So have you taken time out of your Thanksgiving planning to contemplate, appreciate, and express gratitude lately?
If not, I would encourage you to do so now. Go ahead. Take a minute. It's important. Not sure how? You can choose to feel and express gratitude in a variety of ways. Here are a few tips to get you started.
- Gratitude for the past.
Recall a positive memory and acknowledge it as a blessing. This can be any experience of goodness from your distant childhood or recent past, though for the purpose of this holiday-centric post, I might encourage you to recall a past Thanksgiving experience which you found particularly enjoyable. You could be remembering a favorite dish, a favorite friend or relative, or some other unexpected surprise that brought everyone good cheer. Think of this memory in as much detail as you can. Then give mental thanks to everyone involved in the creation or execution of that experience -- or if you were the only one involved, then give thanks for past-you gifting you with that piece of history that you still remember to this day.
- Gratitude for the present.
What elements of positivity can you find in your life today, in this moment? Here's a thought to start you off: you're reading this blog right now. Take a second to become aware of the miracle of your eyes processing both the light around you and the letters in each word on this page, the breath going in and out of your lungs, the thoughts passing through your mind as you read each word and understand the sentences that form as a result. Then apply that same process to the sights, sounds, smells, tastes, and feels of your Thanksgiving feast. Maybe you're still preparing for the feast? No problem, apply that process to every taste test you initiate in the making of your feast, or in every meal(s) you have left before the feast arrives. Whatever the case may be, meditate on your feast.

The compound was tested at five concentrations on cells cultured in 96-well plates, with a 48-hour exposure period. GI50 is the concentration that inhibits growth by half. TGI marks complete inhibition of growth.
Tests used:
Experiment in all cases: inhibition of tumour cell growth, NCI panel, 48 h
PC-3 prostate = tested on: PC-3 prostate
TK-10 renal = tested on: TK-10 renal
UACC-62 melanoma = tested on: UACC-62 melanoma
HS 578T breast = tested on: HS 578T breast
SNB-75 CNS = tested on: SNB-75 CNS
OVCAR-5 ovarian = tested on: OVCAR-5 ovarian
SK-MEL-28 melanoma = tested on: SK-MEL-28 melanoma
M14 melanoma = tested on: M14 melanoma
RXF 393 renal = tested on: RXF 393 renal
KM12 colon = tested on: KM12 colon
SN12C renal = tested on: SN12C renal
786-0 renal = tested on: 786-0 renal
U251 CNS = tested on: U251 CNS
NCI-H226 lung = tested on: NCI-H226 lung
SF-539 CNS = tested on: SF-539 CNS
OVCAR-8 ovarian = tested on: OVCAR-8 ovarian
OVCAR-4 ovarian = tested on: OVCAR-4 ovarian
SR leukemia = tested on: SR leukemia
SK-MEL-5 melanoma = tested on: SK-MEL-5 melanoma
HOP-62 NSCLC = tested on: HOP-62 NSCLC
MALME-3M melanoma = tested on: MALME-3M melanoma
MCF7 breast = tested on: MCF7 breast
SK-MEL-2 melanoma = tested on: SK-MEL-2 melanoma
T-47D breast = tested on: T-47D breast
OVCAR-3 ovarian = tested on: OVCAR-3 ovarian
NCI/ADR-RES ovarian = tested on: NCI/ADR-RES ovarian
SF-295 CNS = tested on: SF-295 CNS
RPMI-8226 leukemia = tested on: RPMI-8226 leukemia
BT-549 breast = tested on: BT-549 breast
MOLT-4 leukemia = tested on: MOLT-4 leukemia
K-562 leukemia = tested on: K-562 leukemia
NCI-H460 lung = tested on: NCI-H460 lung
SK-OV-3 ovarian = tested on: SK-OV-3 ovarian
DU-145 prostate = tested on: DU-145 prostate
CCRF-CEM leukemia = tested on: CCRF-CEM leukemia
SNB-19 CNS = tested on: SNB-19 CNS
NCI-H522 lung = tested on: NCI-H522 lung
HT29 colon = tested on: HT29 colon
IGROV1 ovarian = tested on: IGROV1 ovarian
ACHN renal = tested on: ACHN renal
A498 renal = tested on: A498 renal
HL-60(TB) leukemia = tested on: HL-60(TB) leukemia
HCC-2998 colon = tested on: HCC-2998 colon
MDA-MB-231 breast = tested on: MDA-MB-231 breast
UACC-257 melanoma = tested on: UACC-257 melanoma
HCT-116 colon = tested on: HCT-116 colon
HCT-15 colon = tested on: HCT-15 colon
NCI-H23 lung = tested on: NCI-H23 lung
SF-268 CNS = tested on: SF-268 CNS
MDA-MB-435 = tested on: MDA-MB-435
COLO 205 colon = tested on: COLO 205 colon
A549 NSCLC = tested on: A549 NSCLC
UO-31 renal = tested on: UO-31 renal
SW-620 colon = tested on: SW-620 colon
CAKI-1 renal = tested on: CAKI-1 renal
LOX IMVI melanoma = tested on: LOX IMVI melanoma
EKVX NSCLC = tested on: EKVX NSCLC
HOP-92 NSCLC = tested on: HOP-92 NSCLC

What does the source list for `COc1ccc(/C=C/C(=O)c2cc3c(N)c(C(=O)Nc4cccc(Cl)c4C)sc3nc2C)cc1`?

- Gratitude for the future.
Cultivate a hopeful and optimistic attitude for events and experiences that have not yet come to pass. For this thought exercise, ask yourself what you can look forward to at the end of Thanksgiving season, when the prep-work is long done, maybe after the feast has been cleaned up and the leftovers shared. Are you eager to start setting up decorations for the next big holiday, or are you simply looking forward to eating leftover turkey sandwiches and relaxing in a tryptophan-driven food coma for the next week? What other incredible aspects of your life will you be thankful for after this Thanksgiving holiday passes?
Gratitude is tied to mindfulness in the conscious acknowledgement of goodness, which can in turn help people recognize positive emotions, experiences, and relationships moreso than negative ones, and to cope with adversity in a more emotionally resilient manner when challenges arise. Practicing gratitude is one of the simplest and most transformative things you can do for yourself -- and for loved ones around you who will subsequently benefit from changes in your internal outlook and outward expressions.
If you find yourself feeling frazzled, drained, worried, or otherwise stressed from your holiday planning and socializing, please take some time out this Thanksgiving season to practice some gratitude. It's never too late to start.
Happy Thanksgiving to those who celebrate, and happy opportunity-to-practice-gratitude for all!